Writerly Wednesday–Point of View Take 2

How many points of view is too many?

The answer is: there is no answer. Like a lot of things with writing, it all depends on the execution. In some genres there are norms. Fantasy novels often have a host of characters, each of which get some face-time (you know, some scenes from their point of view [POV]). Think Game of Thrones. In romance, it’s common to have two POVs, the guy’s and the girl’s. In other genres, it’s a little more up in the air.

In my opinion, it’s always best to restrict the number of POV characters. When you present a new character, you’re asking the reader to learn about and identify with that character. If you ask them to do that a dozen times, you’re asking a lot. And you can lose the story in the characters. First, every time you use a new POV, you have to spend time introducing the character and setting up where they are and what they’re doing and why. That racks up the word count and slows down the story. Second, with a host of potential characters, it’s hard to have a main character. Without a main character, your reader has no one in particular to root for. (This has been my problem with GoT.) Third, the POV switching becomes a kind of crutch, I think, especially for newer writers, who often feel the need to “write into” a scene–that is, start way too soon and spend several hundred words getting comfortable with the characters, setting, and situation. Introducing a new character ends up being a convenient way of writing into a scene instead of just writing the scene. You can camouflage it as just starting a new POV, but it’s still just settling into a scene instead of starting it where it needs to start.

Finally, you’ll hear writers say that they have to have this character as a POV character. Character X is the only one who could have seen Event Y, and we have to see that event because of Reasons. But that’s assuming a couple things: that we have to learn about an event first-hand, that we have to learn it about it as it happens, and that it has to be presented as an Event (instead of as Backstory or Offstage Stuff).

If we really must learn about Event Y, then 1) have Character X show up and tell our POV character about it; 2) have your POV character learn about it through the known-on effects the Event has on the world/people around him/her (and we the reader learn about it at the same time as the POV character); 3) or allude to it but keep the details mysterious.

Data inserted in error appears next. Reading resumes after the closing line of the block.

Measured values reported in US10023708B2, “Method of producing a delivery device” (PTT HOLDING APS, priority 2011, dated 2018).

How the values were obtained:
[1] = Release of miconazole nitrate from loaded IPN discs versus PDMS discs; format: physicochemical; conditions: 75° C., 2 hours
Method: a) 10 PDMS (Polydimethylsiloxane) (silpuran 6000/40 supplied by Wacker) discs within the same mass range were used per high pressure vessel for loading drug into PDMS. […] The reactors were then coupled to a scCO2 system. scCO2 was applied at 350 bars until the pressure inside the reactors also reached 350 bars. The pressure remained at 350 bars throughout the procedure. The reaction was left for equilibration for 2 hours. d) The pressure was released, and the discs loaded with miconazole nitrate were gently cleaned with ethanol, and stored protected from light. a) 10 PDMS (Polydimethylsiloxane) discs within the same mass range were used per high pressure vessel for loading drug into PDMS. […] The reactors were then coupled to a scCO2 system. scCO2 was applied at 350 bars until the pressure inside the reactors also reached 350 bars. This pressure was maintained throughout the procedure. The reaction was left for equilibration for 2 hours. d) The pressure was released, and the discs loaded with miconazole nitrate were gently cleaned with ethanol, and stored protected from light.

You only need a POV character if they have something important to add that can’t be added any other way. Ideally, they’ll have an arc of their own that ties into the larger story-arc. It’s a bit like weaving with multiple threads. Each switch has to be deliberate and part of the whole.

There are many ways to get information across, and many reasons why “necessary” information isn’t always so necessary. Don’t default to adding a new POV just because it’s convenient.

All that being said, multiple POVs can work. Sometimes, the best option IS to add another POV, or many POVs. The aim may be a more intricate, varied plot. Sometimes, there really is no other way to get across a certain bit of plot.

Let me give some more concrete examples here from my own writing. Channing has two POVs: Everett’s and Caroline’s. We start with Caroline’s, then switch back and forth for a while. Then we stay with Caroline, then begin switching back-and-forth. We start with her so that we can meet Everett and his cousin Harry through her eyes and so that we don’t know certain things about Everett and Harry until later (for example, we don’t learn until later that Harry and Everett are cousins). Later, we stay with Caroline because I want readers to be surprised when Everett pops back up. Then, when everything starts heating up, we jump back and forth as their interactions become more intertwined. Everett and Caroline each have their arcs: Everett learns to be happy in the moment instead of giving up everything for his antislavery crusade, and Caroline grows up and figures out her feelings about slavery and life in general. But this is all part of an overall arc: girl meets boy, girl and boy are pulled apart, boy and girl come back together.

[Full disclaimer: I added four chapters, two each from the POV of Harry and Augustine, not to get across information per se but because I wanted to write from their perspectives. It gives a little more insight into them as characters.]

Another example: I wrote a prequel to Channing about the characters’ parents. So, from the beginning, it was natural to me that there were four POVs, as it was two couples (three if you count the brothers as a “couple”) who come together and then fall apart. I leaned heavily on Archie, since he was a common thread between the other three characters–lover, brother, and master. The overall arc is fairly simple: brothers start a feud, brothers try to destroy each other, one of them succeeds (actually, they both succeed in a way). Each of the four characters has an arc of his/her own: Archie loses his faith in his brother and loses everything, Emily’s dreams are crushed but she dusts herself off, Charles ruthlessly attacks his brother but realizes too late that there’s no joy in it, and Betty goes from naivety to taking charge of her destiny.

Of course, choosing who will act as POV character and when can be tricky. Don’t think that the above all came naturally. Especially with Channing, it took a lot of trial and error before I figured out how to approach the story. But taking the time to work it out was worth the effort.


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